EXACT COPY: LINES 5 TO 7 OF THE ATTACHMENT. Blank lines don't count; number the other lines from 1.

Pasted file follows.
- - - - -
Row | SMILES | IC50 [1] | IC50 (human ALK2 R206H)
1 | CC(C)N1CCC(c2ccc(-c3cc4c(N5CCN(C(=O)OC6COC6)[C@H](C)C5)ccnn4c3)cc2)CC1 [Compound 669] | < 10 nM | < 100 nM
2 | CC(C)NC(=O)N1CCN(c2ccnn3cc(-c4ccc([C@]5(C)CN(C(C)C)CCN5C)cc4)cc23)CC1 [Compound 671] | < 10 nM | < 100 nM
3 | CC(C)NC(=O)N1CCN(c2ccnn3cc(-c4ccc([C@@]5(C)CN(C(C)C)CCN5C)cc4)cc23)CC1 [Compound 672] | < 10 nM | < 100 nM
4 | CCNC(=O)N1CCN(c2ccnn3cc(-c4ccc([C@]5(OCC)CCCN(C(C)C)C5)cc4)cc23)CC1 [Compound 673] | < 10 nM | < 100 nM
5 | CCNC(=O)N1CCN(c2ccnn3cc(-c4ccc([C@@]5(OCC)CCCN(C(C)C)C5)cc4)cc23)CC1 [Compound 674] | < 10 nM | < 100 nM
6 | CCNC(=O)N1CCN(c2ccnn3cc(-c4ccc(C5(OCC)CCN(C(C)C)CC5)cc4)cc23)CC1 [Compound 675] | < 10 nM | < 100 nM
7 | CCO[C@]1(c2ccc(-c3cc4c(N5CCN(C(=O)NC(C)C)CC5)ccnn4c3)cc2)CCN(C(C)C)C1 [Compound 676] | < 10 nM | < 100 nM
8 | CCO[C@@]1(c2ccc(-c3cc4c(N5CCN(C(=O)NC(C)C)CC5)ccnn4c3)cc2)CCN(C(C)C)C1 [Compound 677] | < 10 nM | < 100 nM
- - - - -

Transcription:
4 | CCNC(=O)N1CCN(c2ccnn3cc(-c4ccc([C@]5(OCC)CCCN(C(C)C)C5)cc4)cc23)CC1 [Compound 673] | < 10 nM | < 100 nM
5 | CCNC(=O)N1CCN(c2ccnn3cc(-c4ccc([C@@]5(OCC)CCCN(C(C)C)C5)cc4)cc23)CC1 [Compound 674] | < 10 nM | < 100 nM
6 | CCNC(=O)N1CCN(c2ccnn3cc(-c4ccc(C5(OCC)CCN(C(C)C)CC5)cc4)cc23)CC1 [Compound 675] | < 10 nM | < 100 nM